What Is Depreciated Cost?
Depreciated cost is the value of a fixed asset minus all of the accumulated depreciation that has been recorded against it. In a broader economic sense, the depreciated cost is the aggregate amount of capital that is "used up" in a given period, such as a fiscal year. The depreciated cost can be examined for trends in a company's capital spending and how aggressive their accounting methods are, seen through how accurately they calculate depreciation. Depreciated cost is also known as the "salvage value," "net book value," or "adjusted cost basis."
- Depreciated cost is the value of a fixed asset minus all of the accumulated depreciation that has been recorded against it.
- The value of an asset after its useful life is complete is measured by the depreciated cost.
- The depreciated cost helps companies assess their capital spending habits as well as their accounting methodology.
- The depreciated cost is also known as the "salvage value," "net book value," or "adjusted cost basis."
How Depreciated Cost Works
The depreciated cost method of asset valuation is an accounting method used by businesses and individuals to determine the useful value of an asset. It's important to note that the depreciated cost is not the same as the market value. The market value is the price of an asset, based on supply and demand in the market.
The depreciated cost is the value of an asset after its useful life is complete, reduced over time through depreciation. The depreciated cost method always allows for accounting records to show an asset at its current value as the value of the asset is constantly reduced by calculating the depreciation cost. This also allows for measuring cash flows generated from the asset in relation to the value of the asset itself.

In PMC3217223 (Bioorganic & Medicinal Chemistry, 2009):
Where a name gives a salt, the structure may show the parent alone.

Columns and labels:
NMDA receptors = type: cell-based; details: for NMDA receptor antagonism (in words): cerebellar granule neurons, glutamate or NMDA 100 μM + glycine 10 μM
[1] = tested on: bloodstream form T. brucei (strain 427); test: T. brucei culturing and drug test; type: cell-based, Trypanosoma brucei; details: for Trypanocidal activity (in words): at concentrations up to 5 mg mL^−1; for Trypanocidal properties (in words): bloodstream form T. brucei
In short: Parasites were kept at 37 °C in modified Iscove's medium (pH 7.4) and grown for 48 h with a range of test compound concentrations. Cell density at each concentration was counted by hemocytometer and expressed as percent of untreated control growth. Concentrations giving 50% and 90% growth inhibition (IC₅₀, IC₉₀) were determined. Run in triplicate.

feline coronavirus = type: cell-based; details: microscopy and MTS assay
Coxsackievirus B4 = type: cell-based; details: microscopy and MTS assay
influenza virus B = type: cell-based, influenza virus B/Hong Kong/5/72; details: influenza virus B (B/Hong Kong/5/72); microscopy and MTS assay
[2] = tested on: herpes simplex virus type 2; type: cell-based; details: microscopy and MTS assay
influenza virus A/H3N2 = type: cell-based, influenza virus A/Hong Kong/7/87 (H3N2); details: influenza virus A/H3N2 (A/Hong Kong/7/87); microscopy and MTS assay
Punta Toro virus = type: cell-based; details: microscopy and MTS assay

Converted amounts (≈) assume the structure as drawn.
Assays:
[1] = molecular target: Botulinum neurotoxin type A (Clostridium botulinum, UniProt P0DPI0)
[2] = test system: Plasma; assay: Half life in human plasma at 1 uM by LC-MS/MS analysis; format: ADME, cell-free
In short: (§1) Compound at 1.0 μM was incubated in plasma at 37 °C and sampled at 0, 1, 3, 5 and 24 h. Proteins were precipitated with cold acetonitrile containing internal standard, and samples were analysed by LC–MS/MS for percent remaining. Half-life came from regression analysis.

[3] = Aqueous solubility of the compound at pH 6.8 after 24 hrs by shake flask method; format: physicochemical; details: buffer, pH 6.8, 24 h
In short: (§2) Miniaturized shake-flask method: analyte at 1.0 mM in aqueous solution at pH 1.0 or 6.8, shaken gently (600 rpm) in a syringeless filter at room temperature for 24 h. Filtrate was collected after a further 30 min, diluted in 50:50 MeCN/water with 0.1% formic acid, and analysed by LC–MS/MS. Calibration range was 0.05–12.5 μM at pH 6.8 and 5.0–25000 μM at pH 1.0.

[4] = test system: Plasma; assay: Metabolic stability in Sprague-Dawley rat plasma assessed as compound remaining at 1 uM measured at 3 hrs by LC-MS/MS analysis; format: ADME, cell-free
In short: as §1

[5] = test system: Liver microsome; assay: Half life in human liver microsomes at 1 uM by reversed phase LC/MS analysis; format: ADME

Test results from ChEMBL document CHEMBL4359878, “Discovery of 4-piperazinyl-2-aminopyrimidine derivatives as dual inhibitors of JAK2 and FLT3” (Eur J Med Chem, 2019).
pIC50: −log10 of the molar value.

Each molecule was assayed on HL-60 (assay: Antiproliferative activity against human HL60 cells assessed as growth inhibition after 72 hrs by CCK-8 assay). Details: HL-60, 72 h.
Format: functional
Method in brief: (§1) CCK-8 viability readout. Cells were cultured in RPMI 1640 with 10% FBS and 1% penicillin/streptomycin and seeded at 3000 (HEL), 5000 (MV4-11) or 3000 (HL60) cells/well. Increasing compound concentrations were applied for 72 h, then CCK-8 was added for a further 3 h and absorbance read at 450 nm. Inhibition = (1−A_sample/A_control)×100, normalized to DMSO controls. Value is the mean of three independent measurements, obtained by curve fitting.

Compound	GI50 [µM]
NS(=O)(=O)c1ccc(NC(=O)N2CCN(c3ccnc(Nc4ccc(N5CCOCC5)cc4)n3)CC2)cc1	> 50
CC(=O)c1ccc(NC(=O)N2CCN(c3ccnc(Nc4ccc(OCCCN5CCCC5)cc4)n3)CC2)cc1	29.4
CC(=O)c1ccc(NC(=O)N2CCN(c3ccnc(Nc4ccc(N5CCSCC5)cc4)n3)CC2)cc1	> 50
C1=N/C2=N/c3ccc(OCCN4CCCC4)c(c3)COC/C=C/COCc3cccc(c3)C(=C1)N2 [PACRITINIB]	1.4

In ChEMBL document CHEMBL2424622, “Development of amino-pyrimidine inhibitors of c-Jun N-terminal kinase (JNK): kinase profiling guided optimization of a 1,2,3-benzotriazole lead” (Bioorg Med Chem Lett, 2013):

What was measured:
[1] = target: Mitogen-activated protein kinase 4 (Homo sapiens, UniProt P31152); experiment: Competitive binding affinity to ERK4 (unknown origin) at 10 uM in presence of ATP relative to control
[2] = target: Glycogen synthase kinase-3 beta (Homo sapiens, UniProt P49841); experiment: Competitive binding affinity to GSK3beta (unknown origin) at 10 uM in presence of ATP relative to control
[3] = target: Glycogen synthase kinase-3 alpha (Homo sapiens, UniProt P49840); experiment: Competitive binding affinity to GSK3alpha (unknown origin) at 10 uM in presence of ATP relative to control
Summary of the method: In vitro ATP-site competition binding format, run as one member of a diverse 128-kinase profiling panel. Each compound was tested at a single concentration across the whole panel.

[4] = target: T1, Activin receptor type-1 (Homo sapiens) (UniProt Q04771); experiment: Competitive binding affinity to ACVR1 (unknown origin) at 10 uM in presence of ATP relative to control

The Formula for Depreciated Cost
Depreciated Cost=Purchase Price (or Cost Basis)−CDwhere:CD=Cumulative Depreciation
Example of Depreciated Cost
If a construction company can sell an inoperable crane for parts at a price of $5,000, that is the crane's depreciated cost or salvage value. If the same crane initially cost the company $50,000, then the total amount depreciated over its useful life is $45,000.
Suppose the crane has a useful life of 15 years. At this point, the company has all the information it needs to calculate each year's depreciation. The simplest method is the straight-line depreciation. This means that there is no curve to the amount of appreciation, whether that is an immediate 30% depreciation seen when driving new cars off the lot or an increased depreciation when an item is close to needing major repairs. Using this method, depreciation is the same every year. It equals total depreciation ($45,000) divided by the useful life (15 years), or $3,000 per year. This is the most the company can claim as depreciation for tax and sale purposes.